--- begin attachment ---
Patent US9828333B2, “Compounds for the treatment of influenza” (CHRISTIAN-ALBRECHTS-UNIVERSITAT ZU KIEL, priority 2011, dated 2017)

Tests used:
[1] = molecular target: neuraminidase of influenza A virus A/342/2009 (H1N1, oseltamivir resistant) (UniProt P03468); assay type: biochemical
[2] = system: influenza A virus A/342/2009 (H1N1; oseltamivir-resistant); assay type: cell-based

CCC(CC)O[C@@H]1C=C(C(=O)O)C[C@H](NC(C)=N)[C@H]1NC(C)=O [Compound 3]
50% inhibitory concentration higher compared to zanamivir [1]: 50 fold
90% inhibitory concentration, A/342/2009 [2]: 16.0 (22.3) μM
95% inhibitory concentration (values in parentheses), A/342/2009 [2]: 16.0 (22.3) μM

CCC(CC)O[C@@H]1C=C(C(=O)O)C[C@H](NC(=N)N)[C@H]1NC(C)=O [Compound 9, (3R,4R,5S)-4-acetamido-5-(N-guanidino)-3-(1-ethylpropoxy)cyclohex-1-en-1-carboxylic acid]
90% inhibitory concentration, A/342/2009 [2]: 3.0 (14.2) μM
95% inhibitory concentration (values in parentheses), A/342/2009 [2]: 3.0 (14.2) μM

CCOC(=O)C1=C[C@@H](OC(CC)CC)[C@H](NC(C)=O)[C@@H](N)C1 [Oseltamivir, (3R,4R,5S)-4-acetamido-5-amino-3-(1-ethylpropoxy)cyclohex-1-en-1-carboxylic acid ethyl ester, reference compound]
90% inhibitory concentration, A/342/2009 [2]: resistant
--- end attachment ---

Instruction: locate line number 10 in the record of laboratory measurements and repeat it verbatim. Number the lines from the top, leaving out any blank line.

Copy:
90% inhibitory concentration, A/342/2009 [2]: 3.0 (14.2) μM